Case Presentation: Contradictory to stroke prevention by left atrial appendage occlusion (LAAO) device, we present a case of a gentleman who suffered an air embolic stroke in the right fronto-temporal region during the procedure. 66-year-old male with a history of atrial fibrillation was undergoing LAAO device procedure. Air was noticed in his left ventricle which was aspirated. One hour after the procedure when sedation weaned off, the patient noticed weakness in his left sided upper and lower extremity. Computed tomographic (CT) image of head showed subarachnoid air in the right cortical area along with concomitant edema. Magnetic resolution image (MRI) confirmed air in the right middle cerebral artery. The patient was urgently managed with hyperbaric oxygen for 6 hours. During oxygen therapy he developed seizure and had to be intubated for airway protection, prolonging his hospitalization. Patient’s neurological symptoms almost resolved at discharge.
Discussion: Cerebral air emboli is an uncommon entity, its occurrence is seen in iatrogenic situations like arterial catheterization, lung biopsy or cardiopulmonary bypass. Procedures like injecting agitated saline, defibrillator placement or transvenous pacemaker can introduce air into venous system which can travel to arterial side in presence of shunt. Prompt identification and elimination of the source of air emboli is necessary. The patient must be placed in a Trendelenburg position to prevent the emboli from traveling into the brain. The right lateral decubitus position helps trapping the air in the right atrium and ventricle limiting it to the venous side. An ischemic brain infarct requires treatment with hyperbaric oxygen. There must be no delay in treatment even in the absence of radiologic evidence. 100% oxygen displaces the room air emboli which contains more than 70% of nitrous oxide. Prognosis is good if prompt treatment is initiated, 42% patients go home with neurological deficits. Poor prognosis and mortality are highly likely if oxygen therapy is delayed.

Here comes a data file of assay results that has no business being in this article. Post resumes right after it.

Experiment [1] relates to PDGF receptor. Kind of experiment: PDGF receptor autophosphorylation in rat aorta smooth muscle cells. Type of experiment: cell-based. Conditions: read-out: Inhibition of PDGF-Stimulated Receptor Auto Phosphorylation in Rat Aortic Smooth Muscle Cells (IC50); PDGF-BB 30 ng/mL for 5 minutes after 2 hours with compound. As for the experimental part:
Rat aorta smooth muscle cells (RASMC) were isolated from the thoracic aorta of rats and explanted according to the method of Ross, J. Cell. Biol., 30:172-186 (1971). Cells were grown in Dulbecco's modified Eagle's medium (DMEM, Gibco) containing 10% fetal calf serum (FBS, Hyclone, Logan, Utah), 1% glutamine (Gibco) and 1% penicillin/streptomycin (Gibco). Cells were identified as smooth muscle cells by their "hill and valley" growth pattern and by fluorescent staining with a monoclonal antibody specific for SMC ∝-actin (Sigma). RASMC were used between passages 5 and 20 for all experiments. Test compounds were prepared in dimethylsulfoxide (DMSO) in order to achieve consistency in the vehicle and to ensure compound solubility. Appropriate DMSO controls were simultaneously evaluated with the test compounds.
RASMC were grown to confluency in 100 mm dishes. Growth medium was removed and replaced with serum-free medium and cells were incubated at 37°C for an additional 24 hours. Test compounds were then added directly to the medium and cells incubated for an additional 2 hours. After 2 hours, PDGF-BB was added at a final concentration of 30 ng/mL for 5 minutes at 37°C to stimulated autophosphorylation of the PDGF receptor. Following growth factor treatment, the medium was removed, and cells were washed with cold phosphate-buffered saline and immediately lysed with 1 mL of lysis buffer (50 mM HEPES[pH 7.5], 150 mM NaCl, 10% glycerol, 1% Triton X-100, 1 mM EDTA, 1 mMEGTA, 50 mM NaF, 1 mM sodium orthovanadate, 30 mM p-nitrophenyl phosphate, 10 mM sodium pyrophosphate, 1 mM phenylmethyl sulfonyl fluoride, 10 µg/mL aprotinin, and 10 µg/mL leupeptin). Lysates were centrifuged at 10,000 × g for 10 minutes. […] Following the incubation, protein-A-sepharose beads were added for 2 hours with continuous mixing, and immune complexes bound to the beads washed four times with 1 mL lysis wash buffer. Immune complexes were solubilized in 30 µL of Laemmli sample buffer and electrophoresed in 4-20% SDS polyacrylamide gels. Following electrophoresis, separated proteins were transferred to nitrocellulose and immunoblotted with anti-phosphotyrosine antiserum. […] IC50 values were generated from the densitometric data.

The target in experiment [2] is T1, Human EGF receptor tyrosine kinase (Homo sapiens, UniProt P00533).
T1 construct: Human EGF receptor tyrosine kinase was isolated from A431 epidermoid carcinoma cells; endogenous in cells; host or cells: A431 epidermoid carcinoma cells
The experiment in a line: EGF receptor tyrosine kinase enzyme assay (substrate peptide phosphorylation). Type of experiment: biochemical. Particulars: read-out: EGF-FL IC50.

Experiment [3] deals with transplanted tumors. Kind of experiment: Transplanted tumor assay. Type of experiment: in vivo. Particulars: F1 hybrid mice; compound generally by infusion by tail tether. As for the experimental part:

Conclusions: Cerebral air emboli is a rare entity, commonly iatrogenic, not usually associated with left atrial occlusion device procedure. Hyperbaric oxygen therapy is the mainstay and must be initiated even in the absence of a radiologic evidence of air emboli.